Rojkind Arquitectos recognised for National Archive Museum 'Lecumberri' proposal
Over the years, this building's long and controversial history has undergone several transformations in order to adapt the property to the uses required by the changing times; it was conceived in 1882, built a few years later and expanded in 1910. The most obvious intervention - and probably the one that saved the structure from being dismantled - was the alteration begun in 1982 to house the National Archive.
This invited competition proposal emphasises the restoration of a building that preserves the nineteenth-century ideas of a vanguard prison, applying the Panopticon provisions proposed by Lorenzo de la Hidalga and reinterpreted by Antonio Torres and Antonio M. Torrija Anza (1882/6-1910). Plans include recovering some of the original dimensions of the project, respecting the transcendent intervention and adding a contemporary print.
The idea of rescuing the Panopticon reflects the need to give the museum a clear outline site that visitors can observe as part of the history of Mexican society, keeping the most evocative spaces free from distractions.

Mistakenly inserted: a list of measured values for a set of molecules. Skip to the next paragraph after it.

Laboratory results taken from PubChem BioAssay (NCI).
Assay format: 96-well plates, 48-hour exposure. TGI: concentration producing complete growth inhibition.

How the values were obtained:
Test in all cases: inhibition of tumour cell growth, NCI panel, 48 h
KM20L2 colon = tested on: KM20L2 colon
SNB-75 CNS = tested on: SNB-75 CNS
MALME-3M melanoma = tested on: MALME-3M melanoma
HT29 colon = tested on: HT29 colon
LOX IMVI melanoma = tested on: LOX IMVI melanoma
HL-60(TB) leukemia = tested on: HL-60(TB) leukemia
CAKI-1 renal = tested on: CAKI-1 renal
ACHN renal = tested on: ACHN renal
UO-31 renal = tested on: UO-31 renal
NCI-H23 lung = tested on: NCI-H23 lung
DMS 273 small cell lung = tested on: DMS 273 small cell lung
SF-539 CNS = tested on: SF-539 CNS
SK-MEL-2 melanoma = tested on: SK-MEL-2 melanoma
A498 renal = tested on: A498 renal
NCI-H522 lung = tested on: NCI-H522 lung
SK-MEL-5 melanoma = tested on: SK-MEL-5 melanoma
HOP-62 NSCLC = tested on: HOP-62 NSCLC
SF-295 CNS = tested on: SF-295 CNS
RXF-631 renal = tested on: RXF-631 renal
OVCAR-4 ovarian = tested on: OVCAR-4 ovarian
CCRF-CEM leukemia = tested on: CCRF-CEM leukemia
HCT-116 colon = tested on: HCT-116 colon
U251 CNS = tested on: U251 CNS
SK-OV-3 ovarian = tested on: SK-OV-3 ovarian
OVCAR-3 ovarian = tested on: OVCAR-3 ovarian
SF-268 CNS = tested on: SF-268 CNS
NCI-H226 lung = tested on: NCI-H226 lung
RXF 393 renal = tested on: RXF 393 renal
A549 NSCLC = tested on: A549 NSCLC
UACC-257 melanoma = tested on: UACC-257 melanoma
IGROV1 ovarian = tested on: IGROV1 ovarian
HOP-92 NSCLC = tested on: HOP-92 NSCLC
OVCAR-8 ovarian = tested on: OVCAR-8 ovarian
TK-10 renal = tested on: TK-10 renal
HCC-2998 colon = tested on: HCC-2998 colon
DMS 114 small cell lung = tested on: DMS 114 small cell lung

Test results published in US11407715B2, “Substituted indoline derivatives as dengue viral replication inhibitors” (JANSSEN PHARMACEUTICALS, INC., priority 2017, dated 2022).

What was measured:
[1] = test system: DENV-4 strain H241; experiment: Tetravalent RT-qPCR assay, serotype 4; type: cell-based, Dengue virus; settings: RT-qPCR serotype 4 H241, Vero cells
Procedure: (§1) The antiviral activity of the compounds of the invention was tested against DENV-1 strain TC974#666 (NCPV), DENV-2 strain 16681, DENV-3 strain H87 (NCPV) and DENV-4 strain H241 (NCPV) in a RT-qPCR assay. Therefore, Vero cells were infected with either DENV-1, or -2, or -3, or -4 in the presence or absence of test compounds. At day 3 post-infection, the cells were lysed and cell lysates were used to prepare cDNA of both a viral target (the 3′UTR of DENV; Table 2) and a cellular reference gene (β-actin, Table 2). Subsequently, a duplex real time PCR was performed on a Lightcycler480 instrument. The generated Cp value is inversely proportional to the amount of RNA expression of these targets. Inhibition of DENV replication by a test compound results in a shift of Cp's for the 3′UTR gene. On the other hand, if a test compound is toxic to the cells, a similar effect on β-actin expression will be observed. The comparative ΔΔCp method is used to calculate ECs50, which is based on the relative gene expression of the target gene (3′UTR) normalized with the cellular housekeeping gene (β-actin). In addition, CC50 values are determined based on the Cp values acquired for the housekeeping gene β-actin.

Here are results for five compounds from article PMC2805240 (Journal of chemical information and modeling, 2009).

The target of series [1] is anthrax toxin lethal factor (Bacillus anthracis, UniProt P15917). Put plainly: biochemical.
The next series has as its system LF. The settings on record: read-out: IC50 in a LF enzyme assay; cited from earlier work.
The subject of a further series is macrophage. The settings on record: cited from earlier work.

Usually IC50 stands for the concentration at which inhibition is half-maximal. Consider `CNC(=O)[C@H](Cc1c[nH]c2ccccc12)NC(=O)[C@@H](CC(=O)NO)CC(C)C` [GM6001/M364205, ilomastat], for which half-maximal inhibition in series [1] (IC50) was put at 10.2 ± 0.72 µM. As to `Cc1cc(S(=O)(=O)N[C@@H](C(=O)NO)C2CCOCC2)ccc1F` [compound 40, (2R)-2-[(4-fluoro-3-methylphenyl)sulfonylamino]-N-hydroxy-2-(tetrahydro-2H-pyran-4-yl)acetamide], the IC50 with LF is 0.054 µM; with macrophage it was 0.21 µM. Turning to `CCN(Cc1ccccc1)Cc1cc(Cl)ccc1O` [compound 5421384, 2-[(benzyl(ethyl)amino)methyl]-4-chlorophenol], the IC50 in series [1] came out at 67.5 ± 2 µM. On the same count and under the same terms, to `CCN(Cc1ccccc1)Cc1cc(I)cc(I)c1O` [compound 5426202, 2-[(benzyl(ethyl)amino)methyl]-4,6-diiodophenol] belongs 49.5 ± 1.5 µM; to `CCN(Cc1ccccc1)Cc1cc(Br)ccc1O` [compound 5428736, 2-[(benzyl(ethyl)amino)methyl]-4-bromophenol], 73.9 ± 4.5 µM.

In order to accommodate the spaces with the absolute correctness defined in the program for the site museum, Rojkind Arquitectos proposed to use the residual spaces - those that are not part of the original star - in order to accommodate the units, removing them from the spatial sector, with the purpose of allowing a clear reading of the original building.
To achieve this, it would be necessary to excavate the perimeter; preserving, rescuing and consolidating the relevant remains. To preserve the integrity of the proposal while protecting the palimpsest, the excavated areas are wrapped, respecting the important traces, taking advantage of the areas for the new use of the building and greatly expanding the botanical display surfaces.
The spacious garden, now three times bigger on the surface area, will be closely linked to the perception and contrast of the bays, creating a contrast of the cell sites with the magnificent gardens. This design provides enough topsoil for planting and growing representative and important species for the preservation of diversity.